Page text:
I recently stumbled across this IndieWebCamp site and I love the concepts that they are describing. Basically, you own your own content and then share it out. As I previously described in How I Make Social Media Work For Me the heart of my infrastructure was actually Google Plus and TwitterFeed to make it all connect.
I’m now going to try and make this blog the heart of this infrastructure.
In the previous series I showed you how to
- capture your data automatically,
- collate and summarise your data.
Now it is time to show you how you can extract this information, with the final goal being the ability to get your (android in this case)phone polling for the data, and using it to make decisions.
In order to do this we will be using:
Google Web Services to provide a web interface to call the function and return the data over the internet.
Tasker to provide a programmatic interface on your phone to call the web service, handle the resulting data and do “something” with it.
Minimalistic Text to display the output on the home screen of your phone.
Quite often I want to create a task immediately off the back of sending an e-mail – usually to remind me to follow up with the recipient after a period of time. I created a macro to do this rather than having to remember to go into tasks and do this manually – better to keep the flow rather than having to remember the steps.
One of my New Year resolutions was to keep in touch with more people.
I also need to clear out my contact list as there are lots of “old” and incomplete entries in my Google contacts list.
Ever the productivity geek I wanted to automate this. I ended up writing the following Google Apps Script:
photo credit: Andrew Coulter Enright
If like me your Outlook calendar can get a bit hectic and others can add meetings to your calendar sometimes you end up simply “reacting” to your schedule and jumping from one appointment to the next on “autopilot”. It’s at times like these that Outlook’s ability to create a reminder can save your dignity.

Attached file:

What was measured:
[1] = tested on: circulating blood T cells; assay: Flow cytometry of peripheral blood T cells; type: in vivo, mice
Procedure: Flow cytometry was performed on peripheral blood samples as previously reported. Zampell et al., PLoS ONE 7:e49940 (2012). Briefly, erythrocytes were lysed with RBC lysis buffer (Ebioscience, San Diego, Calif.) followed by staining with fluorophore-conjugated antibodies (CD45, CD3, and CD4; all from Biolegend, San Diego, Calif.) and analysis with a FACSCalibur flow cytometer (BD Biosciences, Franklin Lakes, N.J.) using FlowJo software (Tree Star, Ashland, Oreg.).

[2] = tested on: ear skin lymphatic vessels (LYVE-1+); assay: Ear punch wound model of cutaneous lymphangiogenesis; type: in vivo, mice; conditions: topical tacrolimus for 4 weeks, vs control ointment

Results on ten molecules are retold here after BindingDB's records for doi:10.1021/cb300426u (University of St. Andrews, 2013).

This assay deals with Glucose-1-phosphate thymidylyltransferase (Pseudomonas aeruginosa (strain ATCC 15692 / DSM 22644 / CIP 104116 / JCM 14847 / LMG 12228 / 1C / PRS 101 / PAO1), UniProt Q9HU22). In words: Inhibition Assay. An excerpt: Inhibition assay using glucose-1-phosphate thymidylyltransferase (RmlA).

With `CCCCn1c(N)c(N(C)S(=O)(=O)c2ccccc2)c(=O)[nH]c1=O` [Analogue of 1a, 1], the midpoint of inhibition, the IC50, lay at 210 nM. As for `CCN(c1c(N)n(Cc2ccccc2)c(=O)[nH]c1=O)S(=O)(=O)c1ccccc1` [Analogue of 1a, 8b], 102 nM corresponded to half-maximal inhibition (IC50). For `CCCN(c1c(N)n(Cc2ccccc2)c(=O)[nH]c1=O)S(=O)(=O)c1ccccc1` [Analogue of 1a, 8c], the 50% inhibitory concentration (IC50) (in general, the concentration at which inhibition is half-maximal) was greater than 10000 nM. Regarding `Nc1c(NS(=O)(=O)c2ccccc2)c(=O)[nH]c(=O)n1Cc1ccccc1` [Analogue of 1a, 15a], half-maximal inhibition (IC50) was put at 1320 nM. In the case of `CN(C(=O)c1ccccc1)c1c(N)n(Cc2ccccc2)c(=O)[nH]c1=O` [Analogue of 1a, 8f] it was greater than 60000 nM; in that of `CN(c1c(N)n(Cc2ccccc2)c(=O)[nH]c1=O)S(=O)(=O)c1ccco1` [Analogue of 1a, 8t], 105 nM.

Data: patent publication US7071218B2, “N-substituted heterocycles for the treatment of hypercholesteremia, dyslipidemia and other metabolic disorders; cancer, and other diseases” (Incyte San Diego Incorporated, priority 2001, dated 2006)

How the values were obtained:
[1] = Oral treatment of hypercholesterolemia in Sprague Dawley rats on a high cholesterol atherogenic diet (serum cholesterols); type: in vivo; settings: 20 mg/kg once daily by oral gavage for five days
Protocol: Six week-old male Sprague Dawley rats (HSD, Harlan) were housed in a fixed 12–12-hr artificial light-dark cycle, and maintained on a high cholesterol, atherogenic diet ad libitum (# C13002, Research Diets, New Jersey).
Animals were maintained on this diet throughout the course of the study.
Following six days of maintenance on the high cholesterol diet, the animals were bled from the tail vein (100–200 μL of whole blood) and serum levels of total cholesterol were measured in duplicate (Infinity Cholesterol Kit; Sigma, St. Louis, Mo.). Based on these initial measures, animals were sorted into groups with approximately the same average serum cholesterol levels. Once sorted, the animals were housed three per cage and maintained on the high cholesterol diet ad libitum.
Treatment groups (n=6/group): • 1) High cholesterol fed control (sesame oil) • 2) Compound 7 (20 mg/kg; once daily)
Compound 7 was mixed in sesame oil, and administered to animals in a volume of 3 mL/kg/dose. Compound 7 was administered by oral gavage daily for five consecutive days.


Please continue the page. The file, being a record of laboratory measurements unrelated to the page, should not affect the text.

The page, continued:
However, sometimes the meeting organiser does not set a reminder. I have created an Outlook macro that will look for incoming meeting requests, without a reminder set and give you the option to set a reminder.
One of my main productivity “sinks” is continually monitoring Outlook to see if any mails have arrived.
I have a rule set up that notifies me if an “important” email lands but for this to run, outlook needs to be running (minimised of course). I can’t resist the temptation to just “have a peek” outside my first thing in the morning, last thing at night email window.
To get around this I want to be “discouraged” from opening Outlook.
To implement this I have used Antonio Franca’s fantastic WinTrigger AutoHotkey script.
Social Media – there are so many sites out there all wanting my input.
There are so many other web sites that produce content that want me to read their content.
You can see what my plumbing looks like here.
photo credit: gualtiero
A few people have asked me recently why so many of my Tweets or Facebook Updates have “Reading : ” and what it means Continue reading
photo credit: laffy4k
If you look at the left hand menu you will see the items:
These can be quickly accessed by using the following shortcut keys:
- (Ctrl+1) – Mail
- (Ctrl+2) – Calendar
- (Ctrl+3) – Contacts
- (Ctrl+4) – Tasks
In addition, when you use Ctrl+1 to access mail, this takes you to the folder that you were last using, if you would rather jump straight into your In-Box – use (Ctrl+Shift+I).
photo credit: therefromhere
I am a big fan of Google Spreadsheets, they give you most of the features of a desktop “office” based spreadsheet but your data is stored online, no more need to carry your data on a USB stick.
I’m also a huge fan of databases, SQL is a fantastic tool for querying data.
Now you can combine the best of both worlds: store your data in a spreadsheet and then summarise the data using SQL.